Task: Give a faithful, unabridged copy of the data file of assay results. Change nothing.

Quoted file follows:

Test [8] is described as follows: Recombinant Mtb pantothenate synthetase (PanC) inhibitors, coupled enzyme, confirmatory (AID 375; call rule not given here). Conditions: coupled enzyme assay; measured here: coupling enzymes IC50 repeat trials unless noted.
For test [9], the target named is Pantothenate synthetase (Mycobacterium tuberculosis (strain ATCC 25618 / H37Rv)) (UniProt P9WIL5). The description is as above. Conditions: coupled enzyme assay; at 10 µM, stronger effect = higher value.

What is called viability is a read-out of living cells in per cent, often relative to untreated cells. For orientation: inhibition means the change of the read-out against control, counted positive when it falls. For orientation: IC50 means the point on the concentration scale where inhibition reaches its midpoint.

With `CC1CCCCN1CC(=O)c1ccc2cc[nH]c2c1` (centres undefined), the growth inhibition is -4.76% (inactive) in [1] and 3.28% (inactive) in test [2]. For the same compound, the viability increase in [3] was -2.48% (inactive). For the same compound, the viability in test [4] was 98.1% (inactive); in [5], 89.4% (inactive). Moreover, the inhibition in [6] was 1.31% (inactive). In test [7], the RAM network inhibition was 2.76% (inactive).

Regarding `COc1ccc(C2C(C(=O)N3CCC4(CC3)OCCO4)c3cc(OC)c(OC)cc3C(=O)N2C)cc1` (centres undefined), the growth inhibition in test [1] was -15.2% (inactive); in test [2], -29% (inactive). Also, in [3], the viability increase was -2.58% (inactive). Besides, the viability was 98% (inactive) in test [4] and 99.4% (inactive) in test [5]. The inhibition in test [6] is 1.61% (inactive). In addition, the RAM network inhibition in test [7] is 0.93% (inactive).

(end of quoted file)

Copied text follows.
Test [8] is described as follows: Recombinant Mtb pantothenate synthetase (PanC) inhibitors, coupled enzyme, confirmatory (AID 375; call rule not given here). Conditions: coupled enzyme assay; measured here: coupling enzymes IC50 repeat trials unless noted.
For test [9], the target named is Pantothenate synthetase (Mycobacterium tuberculosis (strain ATCC 25618 / H37Rv)) (UniProt P9WIL5). The description is as above. Conditions: coupled enzyme assay; at 10 µM, stronger effect = higher value.

What is called viability is a read-out of living cells in per cent, often relative to untreated cells. For orientation: inhibition means the change of the read-out against control, counted positive when it falls. For orientation: IC50 means the point on the concentration scale where inhibition reaches its midpoint.

With `CC1CCCCN1CC(=O)c1ccc2cc[nH]c2c1` (centres undefined), the growth inhibition is -4.76% (inactive) in [1] and 3.28% (inactive) in test [2]. For the same compound, the viability increase in [3] was -2.48% (inactive). For the same compound, the viability in test [4] was 98.1% (inactive); in [5], 89.4% (inactive). Moreover, the inhibition in [6] was 1.31% (inactive). In test [7], the RAM network inhibition was 2.76% (inactive).

Regarding `COc1ccc(C2C(C(=O)N3CCC4(CC3)OCCO4)c3cc(OC)c(OC)cc3C(=O)N2C)cc1` (centres undefined), the growth inhibition in test [1] was -15.2% (inactive); in test [2], -29% (inactive). Also, in [3], the viability increase was -2.58% (inactive). Besides, the viability was 98% (inactive) in test [4] and 99.4% (inactive) in test [5]. The inhibition in test [6] is 1.61% (inactive). In addition, the RAM network inhibition in test [7] is 0.93% (inactive).